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Act of Congress: How America's Essential Institution Works, and How It Doesn'tby Robert G Kaiser
Synopses & Reviews
An eye-opening account of how Congress today really works—and doesn’t—that follows the dramatic journey of the sweeping financial reform bill enacted in response to the Great Crash of 2008.
The founding fathers expected Congress to be the most important branch of government and gave it the most power. When Congress is broken—as its justifiably dismal approval ratings suggest—so is our democracy. Here, Robert G. Kaiser, whose long and distinguished career at The Washington Post has made him as keen and knowledgeable an observer of Congress as we have, takes us behind the sound bites to expose the protocols, players, and politics of the House and Senate—revealing both the triumphs of the system and (more often) its fundamental flaws.
Act of Congress tells the story of the Dodd-Frank Act, named for the two men who made it possible: Congressman Barney Frank, brilliant and sometimes abrasive, who mastered the details of financial reform, and Senator Chris Dodd, who worked patiently for months to fulfill his vision of a Senate that could still work on a bipartisan basis. Both Frank and Dodd collaborated with Kaiser throughout their legislative efforts and allowed their staffs to share every step of the drafting and deal making that produced the 1,500-page law that transformed America’s financial sector.
Kaiser explains how lobbying affects a bill—or fails to. We follow staff members more influential than most senators and congressmen. We see how Congress members protect their own turf, often without regard for what might best serve the country—more eager to court television cameras than legislate on complicated issues about which many of them remain ignorant. Kaiser shows how ferocious partisanship regularly overwhelms all other considerations, though occasionally individual integrity prevails.
Act of Congress, as entertaining as it is enlightening, is an indispensable guide to a vital piece of our political system desperately in need of reform.
"A financial reform bill reveals the troubled machinery of American democracy in this intricate, incisive study of law-making. Washington Post correspondent Kaiser (So Damn Much Money) chronicles the journey of the Dodd-Frank act, a complex package of banking and market regulations passed in 2011 that few voters paid attention to. The story's charismatic protagonist is Democratic House Financial Services Committee chairman Barney Frank — but his low-key, diplomatic cosponsor, Senate Banking Committee chairman Christopher Dodd, pulls off the greater political coup by avoiding a threatened filibuster. While the bill was moving through Congress, Kaiser had access to lawmakers of both parties and their staffs, executive-branch officials, and lobbyists; he finds the drama in arcane parliamentary procedure and paints extraordinary fly-on-the-wall scenes of legislative sausage making. ('Okay, Cam, it's just you and me, what's it going to take?' Frank horse-trades, seeking support from bankers in a down-and-dirty meeting with their lobbyist.) Kaiser salutes a landmark bill while laying bare the process dysfunctions that menaced it: partisan intransigence; monkey-wrenching by pols seeking turf and publicity; cynical budgetary shenanigans; general ignorance of finance on the part of legislators; the influence of money and clout — especially auto dealers' clout. His absorbing true-life political saga exposes the good, the bad, and the ugly in Congress. Agent: Amanda Urban, ICM." Publishers Weekly Copyright PWxyz, LLC. All rights reserved.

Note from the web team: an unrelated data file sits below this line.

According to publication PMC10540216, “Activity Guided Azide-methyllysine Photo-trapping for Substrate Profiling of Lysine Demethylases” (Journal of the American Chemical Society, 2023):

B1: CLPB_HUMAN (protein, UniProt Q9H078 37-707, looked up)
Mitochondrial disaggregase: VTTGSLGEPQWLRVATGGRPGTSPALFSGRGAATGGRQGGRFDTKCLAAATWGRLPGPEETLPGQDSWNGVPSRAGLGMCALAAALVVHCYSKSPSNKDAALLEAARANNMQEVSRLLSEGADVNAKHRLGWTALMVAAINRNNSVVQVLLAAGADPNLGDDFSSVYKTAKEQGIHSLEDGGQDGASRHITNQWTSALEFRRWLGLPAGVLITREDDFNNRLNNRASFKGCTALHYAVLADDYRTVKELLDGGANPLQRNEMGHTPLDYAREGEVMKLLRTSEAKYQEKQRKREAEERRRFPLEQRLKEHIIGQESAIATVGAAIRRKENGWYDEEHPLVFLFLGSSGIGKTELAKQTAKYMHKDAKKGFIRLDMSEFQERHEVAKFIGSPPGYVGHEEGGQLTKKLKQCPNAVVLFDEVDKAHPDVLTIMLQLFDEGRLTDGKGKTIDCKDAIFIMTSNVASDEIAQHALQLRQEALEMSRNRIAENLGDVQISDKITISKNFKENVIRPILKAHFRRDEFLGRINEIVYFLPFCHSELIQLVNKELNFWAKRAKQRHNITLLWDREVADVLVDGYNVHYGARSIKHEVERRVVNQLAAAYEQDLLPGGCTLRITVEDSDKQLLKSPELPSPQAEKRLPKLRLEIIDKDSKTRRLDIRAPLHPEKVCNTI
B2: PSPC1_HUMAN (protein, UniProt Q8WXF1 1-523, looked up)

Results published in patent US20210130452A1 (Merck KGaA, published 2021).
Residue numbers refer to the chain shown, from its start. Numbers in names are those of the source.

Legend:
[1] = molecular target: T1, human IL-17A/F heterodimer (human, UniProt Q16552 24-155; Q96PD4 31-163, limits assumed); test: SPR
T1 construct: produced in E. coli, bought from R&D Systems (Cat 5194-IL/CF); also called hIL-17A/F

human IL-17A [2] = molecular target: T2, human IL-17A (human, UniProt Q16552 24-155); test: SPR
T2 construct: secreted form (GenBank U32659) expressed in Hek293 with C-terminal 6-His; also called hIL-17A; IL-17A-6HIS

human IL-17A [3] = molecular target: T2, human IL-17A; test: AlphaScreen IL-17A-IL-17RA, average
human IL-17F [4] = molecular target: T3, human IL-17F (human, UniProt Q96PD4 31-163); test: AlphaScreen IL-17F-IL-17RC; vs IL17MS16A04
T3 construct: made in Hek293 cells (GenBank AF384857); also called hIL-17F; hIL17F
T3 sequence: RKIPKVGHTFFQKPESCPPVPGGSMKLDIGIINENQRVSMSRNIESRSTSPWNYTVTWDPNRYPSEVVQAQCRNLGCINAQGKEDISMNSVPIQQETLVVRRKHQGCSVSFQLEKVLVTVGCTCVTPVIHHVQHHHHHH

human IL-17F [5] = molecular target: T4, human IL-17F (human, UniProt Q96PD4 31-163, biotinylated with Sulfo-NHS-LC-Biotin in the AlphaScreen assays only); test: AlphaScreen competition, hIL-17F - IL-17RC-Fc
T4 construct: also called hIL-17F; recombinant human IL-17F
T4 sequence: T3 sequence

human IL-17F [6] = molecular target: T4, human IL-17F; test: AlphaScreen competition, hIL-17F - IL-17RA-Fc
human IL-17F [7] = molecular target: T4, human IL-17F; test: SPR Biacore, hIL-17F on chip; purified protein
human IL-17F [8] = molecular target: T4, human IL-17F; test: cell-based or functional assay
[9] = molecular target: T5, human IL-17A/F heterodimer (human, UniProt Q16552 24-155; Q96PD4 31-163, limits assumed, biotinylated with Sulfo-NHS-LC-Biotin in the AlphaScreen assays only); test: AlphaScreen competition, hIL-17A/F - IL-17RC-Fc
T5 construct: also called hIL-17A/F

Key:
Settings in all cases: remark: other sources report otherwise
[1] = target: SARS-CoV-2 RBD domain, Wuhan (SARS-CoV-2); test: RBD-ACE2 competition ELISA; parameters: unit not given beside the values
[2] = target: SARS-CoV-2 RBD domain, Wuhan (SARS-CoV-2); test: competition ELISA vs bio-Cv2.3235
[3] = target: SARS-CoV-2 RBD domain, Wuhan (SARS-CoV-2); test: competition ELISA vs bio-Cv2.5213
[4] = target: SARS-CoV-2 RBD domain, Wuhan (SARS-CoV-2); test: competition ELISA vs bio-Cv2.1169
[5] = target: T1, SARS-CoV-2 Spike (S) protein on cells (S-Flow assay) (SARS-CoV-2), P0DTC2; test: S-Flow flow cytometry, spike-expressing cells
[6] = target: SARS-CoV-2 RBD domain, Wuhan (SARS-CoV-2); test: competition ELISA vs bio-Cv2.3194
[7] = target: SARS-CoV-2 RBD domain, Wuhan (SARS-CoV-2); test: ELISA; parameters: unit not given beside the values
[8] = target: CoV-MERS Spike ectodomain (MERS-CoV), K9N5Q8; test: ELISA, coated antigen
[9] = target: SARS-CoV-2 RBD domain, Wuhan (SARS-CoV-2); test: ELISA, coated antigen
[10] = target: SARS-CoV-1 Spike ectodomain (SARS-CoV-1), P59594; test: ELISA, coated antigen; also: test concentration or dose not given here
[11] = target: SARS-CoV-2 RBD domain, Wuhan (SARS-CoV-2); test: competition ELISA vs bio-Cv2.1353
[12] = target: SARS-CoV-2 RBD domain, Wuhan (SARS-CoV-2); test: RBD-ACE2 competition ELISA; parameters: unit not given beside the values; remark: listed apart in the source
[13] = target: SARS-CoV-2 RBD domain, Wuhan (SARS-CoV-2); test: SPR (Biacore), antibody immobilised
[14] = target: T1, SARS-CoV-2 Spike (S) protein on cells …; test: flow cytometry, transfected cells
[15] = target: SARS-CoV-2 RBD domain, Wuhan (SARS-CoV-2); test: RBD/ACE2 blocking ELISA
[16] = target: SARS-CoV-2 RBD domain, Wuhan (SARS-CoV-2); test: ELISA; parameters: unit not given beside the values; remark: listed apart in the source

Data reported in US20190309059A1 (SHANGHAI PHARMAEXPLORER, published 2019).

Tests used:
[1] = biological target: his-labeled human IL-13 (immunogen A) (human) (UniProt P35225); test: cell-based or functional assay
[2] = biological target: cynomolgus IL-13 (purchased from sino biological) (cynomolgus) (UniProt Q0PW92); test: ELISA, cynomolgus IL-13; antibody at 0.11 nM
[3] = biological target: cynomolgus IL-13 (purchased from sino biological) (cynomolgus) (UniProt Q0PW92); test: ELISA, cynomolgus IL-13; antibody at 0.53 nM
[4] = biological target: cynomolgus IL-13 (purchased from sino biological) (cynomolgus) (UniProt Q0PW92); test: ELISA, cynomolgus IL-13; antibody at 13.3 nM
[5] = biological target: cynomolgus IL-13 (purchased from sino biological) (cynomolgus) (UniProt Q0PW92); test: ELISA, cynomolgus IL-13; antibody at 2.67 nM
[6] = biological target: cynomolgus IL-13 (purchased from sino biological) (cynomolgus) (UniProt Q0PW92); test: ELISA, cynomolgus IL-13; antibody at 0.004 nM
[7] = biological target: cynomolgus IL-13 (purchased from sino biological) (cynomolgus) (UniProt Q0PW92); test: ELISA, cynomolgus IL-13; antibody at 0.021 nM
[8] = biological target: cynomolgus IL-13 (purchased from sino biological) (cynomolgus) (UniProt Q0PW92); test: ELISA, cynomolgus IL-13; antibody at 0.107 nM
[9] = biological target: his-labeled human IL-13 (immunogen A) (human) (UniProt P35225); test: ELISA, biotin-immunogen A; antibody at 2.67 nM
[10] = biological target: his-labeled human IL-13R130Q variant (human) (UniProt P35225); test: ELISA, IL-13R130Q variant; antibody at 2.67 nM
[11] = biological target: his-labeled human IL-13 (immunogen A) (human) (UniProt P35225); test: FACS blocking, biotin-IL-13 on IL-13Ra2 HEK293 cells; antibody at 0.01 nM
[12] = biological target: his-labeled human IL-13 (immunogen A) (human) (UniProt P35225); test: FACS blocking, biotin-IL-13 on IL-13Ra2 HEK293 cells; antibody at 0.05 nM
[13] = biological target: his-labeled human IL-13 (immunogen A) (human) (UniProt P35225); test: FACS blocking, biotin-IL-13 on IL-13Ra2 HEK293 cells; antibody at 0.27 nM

A fascinating account of the dramatic journey of a financial reform bill in the wake of the 2008 economic collapse that shows us just how Congress really works. Never before has the birth of a major bill been dissected in such vivid detail.
Longtime Washington Post reporter Robert G. Kaiser focuses on two of the major players behind the legislation: colorful, wisecracking congressman Barney Frank, and careful, insightful senator Christopher Dodd, both of whom met regularly with Kaiser during the eighteen months they worked on the bill. In Kaiser's compelling narrative, staff play a critical role, writing the legislation and often making the crucial deals. Kaiser also had regular access to the key Republican actors in this story. This unusual access enables Kaiser to illuminate the often-hidden intricacies of legislative enterprise and shows us the workings of Congress in all of its complexity, a clearer picture than any we have had of how Congress works best--or sometimes doesn't work at all. Smart, incisive, urgent, Act of Congress is a revelatory study of one of America's most misunderstood institutions.
About the Author
ROBERT G. KAISER has been with The Washington Post since 1963. He has reported on the House and Senate; was a correspondent in Saigon and Moscow; served as national editor, then managing editor; and is now associate editor and senior correspondent. He has also written for Esquire, Foreign Affairs, and The New York Review of Books. His books include Russia: The People and the Power; So Damn Much Money; and, with Leonard Downie Jr., The News About the News. He has received an Overseas Press Club award and a National Press Club award, and was a Pulitzer Prize finalist. He has also been a commentator on NPR’s All Things Considered. He lives in Washington, D.C.
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